Tag Archives: Nels F.S. Férre

“You REALLY Believe in HELL?! But WHY?” (Ten Reasons) (Reason 3) The Doctrine of God

Why in the world would someone believe in hell? And what exactly does it mean to “believe” in hell? These are a couple of the questions we want to answer in this ten-part series of posts. We’ve looked at REASON #1 — I got saved out of a fear of hell! We’ve also thought about REASON #2 – Hell makes sense.Let’s look at REASON #3 this morning — How does the doctrine of hell relate to the doctrine of God? Those who reject the doctrine of hell as eternal conscious punishment (ECP) say things like:

“[Hell is] an odious conception . . . blasphemous in its view of the Creator” (Sir Arthur Conan Doyle). Hell is “the final mockery of God’s nature” (John A.T. Robinson).This doctrine of hell is “an outrageous doctrine, a theological and moral enormity” (Clark H. Pinnock).

“How can Christians possibly project a deity of such cruelty and vindictiveness whose ways include inflicting everlasting torture upon his creatures, however sinful they may have been? Surely a God who would do such a thing is more nearly like Satan than like God, at least by any ordinary moral standards, and by the Gospel itself.” (Clark H. Pinnock)

The liberal scholar John A.T. Robinson (1919-1985), agreeing with the sentiments of the second century Alexandrian theologian Origen, pointedly charges in the article “Universalism – Is It Heretical?” that “Christ . . . remains on the Cross as long as one sinner remains in hell. This is not speculation: it is a statement grounded in the very necessity of God’s nature. In a universe of love there can be no heaven which tolerates a chamber of horrors, no hell for any which does not at the same time make it hell for God. He cannot endure that — for that would be the final mockery of his nature — and He will not.”

The theologian Nels F.S. Ferré sees the theological battlefield to be the nature of God. “Traditional orthodoxy,” Ferré says, “has to be challenged, fought and slain.” He writes, “Some have never really seen how completely contradictory are heaven and hell as eternal realities. Their eyes have never been opened to this truth. If eternal hell is real, love is eternally frustrated and heaven is a place of mourning and concern for the lost. Such joy and such grief cannot go together. There can be no psychiatric split personality for the real lovers of God and surely not for God himself. That is the reason that heaven can be heaven only when it has emptied hell, as surely as love is love and God is God. God cannot be faithless to Himself no matter how faithless we are; and His is the power, the kingdom and the glory.”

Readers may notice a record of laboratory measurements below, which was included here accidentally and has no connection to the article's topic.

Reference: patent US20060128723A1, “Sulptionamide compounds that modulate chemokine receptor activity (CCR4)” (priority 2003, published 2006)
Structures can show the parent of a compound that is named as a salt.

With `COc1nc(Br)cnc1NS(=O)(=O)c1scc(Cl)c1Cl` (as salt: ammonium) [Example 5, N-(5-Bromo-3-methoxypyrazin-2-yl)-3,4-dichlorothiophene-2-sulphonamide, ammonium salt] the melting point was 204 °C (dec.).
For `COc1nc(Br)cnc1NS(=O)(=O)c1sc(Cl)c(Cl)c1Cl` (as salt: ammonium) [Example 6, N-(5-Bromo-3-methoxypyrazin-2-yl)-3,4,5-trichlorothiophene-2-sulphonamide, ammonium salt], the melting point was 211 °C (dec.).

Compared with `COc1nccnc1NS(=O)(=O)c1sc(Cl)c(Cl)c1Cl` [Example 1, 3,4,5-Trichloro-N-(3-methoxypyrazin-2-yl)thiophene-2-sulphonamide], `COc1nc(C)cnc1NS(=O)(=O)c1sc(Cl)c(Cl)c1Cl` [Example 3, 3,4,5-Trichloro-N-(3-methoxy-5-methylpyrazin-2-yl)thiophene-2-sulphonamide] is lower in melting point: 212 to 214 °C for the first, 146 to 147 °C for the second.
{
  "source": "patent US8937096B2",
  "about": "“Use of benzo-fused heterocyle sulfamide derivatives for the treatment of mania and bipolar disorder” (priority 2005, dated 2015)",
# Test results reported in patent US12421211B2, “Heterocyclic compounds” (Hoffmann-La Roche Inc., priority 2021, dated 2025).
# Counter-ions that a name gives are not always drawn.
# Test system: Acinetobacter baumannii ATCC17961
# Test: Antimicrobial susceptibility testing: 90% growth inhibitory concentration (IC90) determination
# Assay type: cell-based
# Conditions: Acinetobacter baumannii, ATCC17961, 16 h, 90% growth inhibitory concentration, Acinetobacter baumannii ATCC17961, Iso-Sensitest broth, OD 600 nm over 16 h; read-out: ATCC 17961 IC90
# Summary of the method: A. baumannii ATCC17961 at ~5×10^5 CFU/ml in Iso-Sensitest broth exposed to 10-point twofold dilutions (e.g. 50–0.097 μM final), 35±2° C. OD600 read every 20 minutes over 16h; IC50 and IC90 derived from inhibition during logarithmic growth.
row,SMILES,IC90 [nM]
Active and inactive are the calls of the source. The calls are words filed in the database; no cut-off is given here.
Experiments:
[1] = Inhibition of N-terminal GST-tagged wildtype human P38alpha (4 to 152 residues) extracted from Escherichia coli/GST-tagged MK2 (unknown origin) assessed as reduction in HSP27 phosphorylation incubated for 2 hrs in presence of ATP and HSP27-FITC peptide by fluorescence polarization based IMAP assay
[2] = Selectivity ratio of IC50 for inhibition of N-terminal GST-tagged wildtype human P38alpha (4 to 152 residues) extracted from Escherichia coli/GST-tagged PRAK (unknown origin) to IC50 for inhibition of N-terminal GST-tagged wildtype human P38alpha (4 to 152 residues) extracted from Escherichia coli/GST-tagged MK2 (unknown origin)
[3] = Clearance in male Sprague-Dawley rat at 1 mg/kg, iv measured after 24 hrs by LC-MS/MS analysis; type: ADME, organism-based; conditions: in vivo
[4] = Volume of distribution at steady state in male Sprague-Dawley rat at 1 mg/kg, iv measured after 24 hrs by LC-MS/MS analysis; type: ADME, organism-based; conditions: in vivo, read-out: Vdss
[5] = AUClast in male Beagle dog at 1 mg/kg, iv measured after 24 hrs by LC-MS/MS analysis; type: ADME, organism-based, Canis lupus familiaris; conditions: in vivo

Ferré continues by saying that eternal hell compromises God’s sovereign love and that “Such a doctrine would either make God a tyrant, where any human Hitler would be a third degree saint, and the concentration camps of human torture, the king’s picnic grounds. That such a doctrine could be conceived, not to mention believed, shows how far from any understanding of the love of God many people once were and, alas, still are.”

But what are we do with Scriptures like Matthew 7:21-23 where Jesus says, “Not everyone who says to Me, ‘Lord, Lord,’ shall enter the kingdom of heaven, but only he who does the will of My Father who is in heaven. Many will say to Me on that day, ‘Lord, Lord, did we not prophesy in Your name, and in Your name drive out demons and perform many miracles?’ Then I will tell them plainly, ‘I never knew you. Away from Me, you evildoers!’”

In many ways we are in a battle over the nature of God Himself! If God is indeed “allergic” to sin, then what is He to do with sinners who do not cast themselves on Christ, asking for His forgiveness? Universalists say God will save everyone in the end. Annihilationists say that God will end the existence of those who die without Christ. The Scriptures teach that there are two eternal destinies for man — and both are eternal (Mt. 25:48). God’s abhorrence of sin cost His Son’s life on the cross. If we are to exclude unrepentant sinning Christians from our churches (I Cor. 5), how can we object to the idea that a thrice-holy God can do the same with those who reject Christ?

A.W. Tozer sums up the issue when he writes, “The vague and tenuous hope that God is too kind to punish the ungodly has become a deadly opiate for the consciences of millions.” (to be continued)


Posted by on February 11, 2020 in hell


Tags: , , ,